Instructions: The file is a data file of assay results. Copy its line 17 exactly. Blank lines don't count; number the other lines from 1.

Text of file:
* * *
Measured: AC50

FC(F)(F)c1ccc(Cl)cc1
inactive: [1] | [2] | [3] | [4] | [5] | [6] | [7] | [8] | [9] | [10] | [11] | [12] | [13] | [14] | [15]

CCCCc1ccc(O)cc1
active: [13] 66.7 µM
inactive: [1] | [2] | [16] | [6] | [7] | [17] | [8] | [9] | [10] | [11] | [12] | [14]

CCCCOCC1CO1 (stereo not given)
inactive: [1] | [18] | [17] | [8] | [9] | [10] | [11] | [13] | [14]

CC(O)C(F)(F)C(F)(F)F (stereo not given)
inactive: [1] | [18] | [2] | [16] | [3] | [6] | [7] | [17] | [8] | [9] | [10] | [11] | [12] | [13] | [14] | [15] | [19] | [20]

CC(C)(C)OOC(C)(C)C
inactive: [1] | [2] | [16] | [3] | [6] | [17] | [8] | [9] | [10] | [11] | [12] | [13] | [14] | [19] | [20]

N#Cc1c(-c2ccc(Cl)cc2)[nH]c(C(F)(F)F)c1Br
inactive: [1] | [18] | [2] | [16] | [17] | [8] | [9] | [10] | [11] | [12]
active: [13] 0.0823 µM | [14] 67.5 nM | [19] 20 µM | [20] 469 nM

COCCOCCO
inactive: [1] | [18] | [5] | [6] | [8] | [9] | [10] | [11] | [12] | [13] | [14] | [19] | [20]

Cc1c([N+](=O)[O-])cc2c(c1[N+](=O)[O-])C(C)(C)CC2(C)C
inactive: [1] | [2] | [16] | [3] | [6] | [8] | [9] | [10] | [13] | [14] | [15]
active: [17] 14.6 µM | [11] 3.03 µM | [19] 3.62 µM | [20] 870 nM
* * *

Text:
inactive: [1] | [18] | [5] | [6] | [8] | [9] | [10] | [11] | [12] | [13] | [14] | [19] | [20]